The US withdraws from NATO and retreats back into isolationism after the end of the Cold War

Futurist

Ad Honoris
May 2014
22,750
SoCal
While this probably isn't very likely, what if the US would have followed the path that it took back in 1919 and withdrew from NATO and retreated back into isolationism after the end of the Cold War? For the record, the US would still strongly support Europe economically and European countries would be able to keep NATO in existence--but with it becoming an exclusively European and Canadian alliance.

Anyway, what effects would such a development have on the US, Europe, the ex-USSR countries, and other parts of the world? For instance, is the EU still going to expand eastwards in this scenario? What about NATO? Is it still going to expand eastwards in this scenario? Also, is Russia going to be much more revanchist in this scenario than it was in real life?
 

Rodger

Ad Honorem
Jun 2014
6,171
US
You reference the EU and NATO. They aren't synonymous, are they? Without American support of NATO the EU would have a much different ask at hand, at least on irts nascent years. Russia wasn't much of a military force in the early 1990s, so I don't believe there would have been anything dire. But as the new century dawned, NATO would have to have made some decisions, as afr as its military development, as Russia tried to flex its muscles.
 
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Futurist

Ad Honoris
May 2014
22,750
SoCal
You reference the EU and NATO. They aren't synonymous, are they?
No, they're not.

Without American support of NATO the EU would have a much different task at hand, at least on its nascent years.
I corrected some typos in your post here, Rodger! :)

Anyway, Yes, the EU would have to focus on strengthening itself more in this scenario. Of course, British and French nukes could still provide security for Europe, but their numbers pale in comparison to Russian nukes and thus Britain and France might need to engage in massive nuclear weapons construction in this scenario.

I do wonder if the EU is still going to expand eastwards in this scenario. Likewise, I wonder if a US-free NATO is still going to expand eastwards in this scenario.

Russia wasn't much of a military force in the early 1990s, so I don't believe there would have been anything dire. But as the new century dawned, NATO would have to have made some decisions, as far as its military development, as Russia tried to flex its muscles.
Yeah, Russia wasn't a threat in the 1990s, but once Russia would have recovered from its decline, the Europeans would have had to watch out for Russia--a Russia that might have very well still had an appetite to expand.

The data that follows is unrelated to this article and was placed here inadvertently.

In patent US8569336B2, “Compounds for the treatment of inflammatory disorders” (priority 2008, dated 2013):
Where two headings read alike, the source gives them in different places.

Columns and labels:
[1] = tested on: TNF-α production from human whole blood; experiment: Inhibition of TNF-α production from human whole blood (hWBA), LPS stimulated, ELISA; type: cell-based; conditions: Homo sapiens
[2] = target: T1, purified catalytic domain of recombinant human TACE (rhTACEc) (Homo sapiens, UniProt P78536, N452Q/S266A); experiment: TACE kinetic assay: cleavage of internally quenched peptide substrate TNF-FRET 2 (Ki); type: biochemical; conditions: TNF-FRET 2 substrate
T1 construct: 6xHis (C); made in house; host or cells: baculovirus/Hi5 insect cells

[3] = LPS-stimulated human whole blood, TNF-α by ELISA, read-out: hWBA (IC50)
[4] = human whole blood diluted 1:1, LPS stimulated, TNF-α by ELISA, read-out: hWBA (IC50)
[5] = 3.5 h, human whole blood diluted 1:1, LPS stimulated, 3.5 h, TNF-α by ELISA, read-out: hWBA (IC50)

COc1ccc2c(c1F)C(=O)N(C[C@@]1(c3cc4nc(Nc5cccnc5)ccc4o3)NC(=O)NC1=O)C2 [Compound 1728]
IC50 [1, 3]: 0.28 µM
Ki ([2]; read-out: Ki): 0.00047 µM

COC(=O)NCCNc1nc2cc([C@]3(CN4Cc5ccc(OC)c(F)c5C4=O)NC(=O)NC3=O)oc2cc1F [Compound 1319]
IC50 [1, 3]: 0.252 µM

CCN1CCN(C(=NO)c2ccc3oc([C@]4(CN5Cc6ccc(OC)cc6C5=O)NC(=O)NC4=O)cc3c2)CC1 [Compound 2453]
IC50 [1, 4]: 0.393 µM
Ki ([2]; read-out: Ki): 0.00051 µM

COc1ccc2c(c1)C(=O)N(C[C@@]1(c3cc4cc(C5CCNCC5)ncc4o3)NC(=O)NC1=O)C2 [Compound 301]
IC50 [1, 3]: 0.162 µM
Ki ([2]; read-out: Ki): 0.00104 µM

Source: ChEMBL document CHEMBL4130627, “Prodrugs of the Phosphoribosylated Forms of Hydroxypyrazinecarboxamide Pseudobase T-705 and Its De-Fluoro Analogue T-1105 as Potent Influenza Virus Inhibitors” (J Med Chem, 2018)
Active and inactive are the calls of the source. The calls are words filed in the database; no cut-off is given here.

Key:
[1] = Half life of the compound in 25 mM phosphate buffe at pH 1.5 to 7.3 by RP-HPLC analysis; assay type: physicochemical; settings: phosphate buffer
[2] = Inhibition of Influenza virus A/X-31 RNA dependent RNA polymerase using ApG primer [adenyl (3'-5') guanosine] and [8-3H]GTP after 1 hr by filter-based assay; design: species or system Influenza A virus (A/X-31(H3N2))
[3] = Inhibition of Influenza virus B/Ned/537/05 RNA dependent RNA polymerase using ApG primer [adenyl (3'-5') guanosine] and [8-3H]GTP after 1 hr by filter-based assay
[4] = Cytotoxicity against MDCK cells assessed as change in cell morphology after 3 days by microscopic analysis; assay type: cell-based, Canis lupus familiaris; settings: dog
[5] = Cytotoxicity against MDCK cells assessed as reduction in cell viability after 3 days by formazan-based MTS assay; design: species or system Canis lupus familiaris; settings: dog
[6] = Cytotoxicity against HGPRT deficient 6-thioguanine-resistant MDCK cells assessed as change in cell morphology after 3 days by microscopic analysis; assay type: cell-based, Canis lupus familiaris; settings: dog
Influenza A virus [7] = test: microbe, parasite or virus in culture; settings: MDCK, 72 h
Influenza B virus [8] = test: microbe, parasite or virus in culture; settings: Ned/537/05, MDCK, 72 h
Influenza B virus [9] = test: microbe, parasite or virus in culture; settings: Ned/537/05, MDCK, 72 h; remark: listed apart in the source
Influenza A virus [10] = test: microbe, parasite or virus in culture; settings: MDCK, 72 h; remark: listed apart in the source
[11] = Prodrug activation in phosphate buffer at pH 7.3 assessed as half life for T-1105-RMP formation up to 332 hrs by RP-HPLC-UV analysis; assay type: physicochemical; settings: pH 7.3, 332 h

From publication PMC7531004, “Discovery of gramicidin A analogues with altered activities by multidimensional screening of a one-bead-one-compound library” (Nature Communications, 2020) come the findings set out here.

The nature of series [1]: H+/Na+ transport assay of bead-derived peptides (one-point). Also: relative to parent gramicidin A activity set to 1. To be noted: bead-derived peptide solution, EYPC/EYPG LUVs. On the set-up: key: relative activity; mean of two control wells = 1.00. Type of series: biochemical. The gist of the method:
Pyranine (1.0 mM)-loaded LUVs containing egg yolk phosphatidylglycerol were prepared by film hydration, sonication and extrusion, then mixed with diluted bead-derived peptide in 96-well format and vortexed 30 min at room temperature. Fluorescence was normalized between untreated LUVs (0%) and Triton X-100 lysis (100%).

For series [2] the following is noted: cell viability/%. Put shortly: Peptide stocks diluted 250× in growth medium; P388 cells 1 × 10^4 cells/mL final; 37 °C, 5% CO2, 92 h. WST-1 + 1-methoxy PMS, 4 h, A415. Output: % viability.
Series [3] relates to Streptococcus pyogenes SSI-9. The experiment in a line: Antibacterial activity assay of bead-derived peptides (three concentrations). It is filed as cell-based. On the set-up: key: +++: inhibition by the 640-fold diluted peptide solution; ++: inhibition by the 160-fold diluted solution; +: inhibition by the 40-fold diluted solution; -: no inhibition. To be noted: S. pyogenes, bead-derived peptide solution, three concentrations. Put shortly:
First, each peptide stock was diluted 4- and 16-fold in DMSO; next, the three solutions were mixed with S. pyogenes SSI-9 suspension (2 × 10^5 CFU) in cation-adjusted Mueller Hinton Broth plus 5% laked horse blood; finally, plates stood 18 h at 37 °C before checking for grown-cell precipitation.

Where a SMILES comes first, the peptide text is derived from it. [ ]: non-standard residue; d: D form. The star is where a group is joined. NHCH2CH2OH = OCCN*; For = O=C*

Rodger

Ad Honorem
Jun 2014
6,171
US
No, they're not.



I corrected some typos in your post here, Rodger! :)

Anyway, Yes, the EU would have to focus on strengthening itself more in this scenario. Of course, British and French nukes could still provide security for Europe, but their numbers pale in comparison to Russian nukes and thus Britain and France might need to engage in massive nuclear weapons construction in this scenario.

I do wonder if the EU is still going to expand eastwards in this scenario. Likewise, I wonder if a US-free NATO is still going to expand eastwards in this scenario.



Yeah, Russia wasn't a threat in the 1990s, but once Russia would have recovered from its decline, the Europeans would have had to watch out for Russia--a Russia that might have very well still had an appetite to expand.
I don't foresee the U.S. withdrawing from NATO. But, if it did in the early 1990s, the NATO nations would had to increase their military spending. As Russia recovered and tried to influence the NATO portion of Europe, a different diplomatic approach may have been necessary too. Which nation in particular would have been the mouthpiece, and sometimes the hammer, when addressing Russia under this speculative scenario?
 
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Futurist

Ad Honoris
May 2014
22,750
SoCal
I don't foresee the U.S. withdrawing from NATO.
Yeah, it would have been easier for the US to remain isolationist in the early 1940s as a result of France not falling. That could have resulted in a Cold War with relatively minimal US involvement after the end of WWII. The problem is, though, that this would have resulted in a gap of several decades where the butterfly effect could have greatly affected things. Thus, I created this scenario instead even though it would have been less likely.

But, if it did in the early 1990s, the NATO nations would had to increase their military spending.
Agreed.

As Russia recovered and tried to influence the NATO portion of Europe, a different diplomatic approach may have been necessary too. Which nation in particular would have been the mouthpiece, and sometimes the hammer, when addressing Russia under the speculative scenario?
Perhaps a coalition of Germany, France, Britain, Italy, and perhaps Spain and/or Poland as well? Of course, out of these, Germany is probably going to be the leader of the pack.
 
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